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Celebrating Farmers and Faithfulness–Agricultural Day at Coolspring Church

Emily Cox

Every year in March, the Agricultural Council of America recognizes National Agricultural Day as a way to celebrate the importance of agriculture in providing food and materials for other things that we need.[1] Ag Day at Coolspring Presbyterian Church, held on May 29th this year, goes one step farther to honor not only the agricultural workers for all that they do, but also God as our ultimate provider.

The event was advertised as “Bring Your Tractor to Church Sunday,” inviting people from all over the community to bring in their farm equipment for a special service to ask for God’s blessings on the harvest to come and offer prayers of thanksgiving for His provision. Pastor Mark Frailey compared it to the “Blessing of the Bikes” services he does for his motorcycle ministry, except that on Ag Day it was a “Blessing of the Tractors” instead.

An Outreach to Farmers

Five years ago, when Agricultural Day first started at Coolspring, Pastor Mark had observed a trend that fewer and fewer farmers were making church attendance a priority and lamented that they did not seem to recognize the importance of taking a Sabbath. He was discouraged that people “who depend on the provision of God’s hand more intimately than anyone else” would “see no need to show God gratitude or ask for protection or even success in the growing season,” and he wanted to do something to reach the unchurched and the de-churched in his community.

Ag Day was his response. Pastor Mark called it a special day “to welcome in the new growing season and ask God’s hand be upon the crops we plant and the animals we raise—to show our gratitude for the land, the history, the innovations, and the health we have in and on our farms.”

The rural context of Coolspring Church led pastor Frailey to think about how to reach the local farming community. (Photo by Gracie Turnbaugh.)

Although the years following the pandemic have seen a decrease in attendance since that first year, Pastor Mark is still thankful for the way that he has seen God moving in the turnout for the event. It might be challenging for farmers to take the time in the beginning of the summer to go to church, but that does not mean it is not important. “Isn’t God worth taking time for?” Pastor Mark asks. “He provides the very land we work.”

Isn’t God worth taking time for? He provides the very land we work.

Pastor Mark Frailey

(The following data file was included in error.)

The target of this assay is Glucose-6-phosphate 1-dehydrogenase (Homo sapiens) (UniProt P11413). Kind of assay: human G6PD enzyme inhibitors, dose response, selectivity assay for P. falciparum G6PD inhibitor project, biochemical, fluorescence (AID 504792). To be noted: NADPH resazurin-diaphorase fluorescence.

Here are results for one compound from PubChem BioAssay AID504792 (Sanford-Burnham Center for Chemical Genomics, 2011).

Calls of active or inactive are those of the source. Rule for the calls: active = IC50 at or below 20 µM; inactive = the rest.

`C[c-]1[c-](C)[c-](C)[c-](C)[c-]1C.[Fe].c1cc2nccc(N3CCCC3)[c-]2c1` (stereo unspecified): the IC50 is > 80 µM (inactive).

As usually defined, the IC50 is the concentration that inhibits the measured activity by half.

A Time and Season for Everything

Setting aside a special day to recognize this has opened up the doors for Pastor Mark and others in the church to talk to their neighbors about the relationship they have with God and why they take the time out of their week to honor Him for all He does in their lives. Pastor Mark says that “If God gave us eight days in a week, we’d fill it up too. But I have seen it over and over again in my life and others, if you take an hour or two out of your week to thank God, praise, and worship Him, you will find hours in your week you never knew you had. Happens every time!”

Worship at Coolspring Presbyterian Church. (Photo by Gracie Turnbaugh)

Church member John McCullough remembers when almost everyone in the church were farmers and appreciates how, even though this has changed, Ag Day provides an opportunity for those without ag-related careers to still “take part and realize how much agriculture means and how we work.” He says that in the business of dealing with crops and deadlines, Ag Day “makes us more aware” and “helps us slow down” and remember how important God’s hand is in our lives.

Gracie Turnbaugh, who attended the event as a photographer for PRM, noticed the way that Ag Day emphasized thankfulness throughout the whole season. She said, “the church used Christmas carols to worship and prayed for Thanksgiving over the summer harvest—something that I had never see done in late May!” She was impressed by the way that even a small church group was able to impact their community in support of their local farmers, including the ones who were also members of the church. Gracie saw that these farmers “were happy to show the other church members their ‘toys,’ as they called [their equipment],” and that the church members that were in attendance seemed very interested in all that went on. Gracie felt that the event was a good example of what a rural ministry can do that does not occur in other contexts. “I really enjoyed the opportunity I had to attend!” she said.

The annual blessing of the tractors. (Photo by Gracie Turnbaugh.)

Gratitude and Remembrance in Context

Agricultural Day is a valuable part of the ministry done at Coolspring, because it is a reminder of our dependence on agriculture for the things that we need and agriculture’s dependence on God. “It is important for us to show our gratitude, confess our dependence on the God of creation, [and] raise our awareness of Agriculture and those who farm,” said Pastor Mark. Ag Day is one way to remember for them and for all of us that we need to care for and pray for our farmers and for people who either do not know Christ or are “making excuses not to take Him seriously,” and it also allows non-farmers “to just be thankful we live in an agricultural community,” Pastor Mark added. “This part of Mercer County is just beautiful and so are our people.”

[1] Agriculture Council of America, “About Us,” https://www.agday.org/about (accessed June 7, 2022).

Emily is a PRM writing intern also partnering with First Presbyterian Church of Jeannette to gain
firsthand experience in ministry. She is a lifelong resident of southwestern Pennsylvania.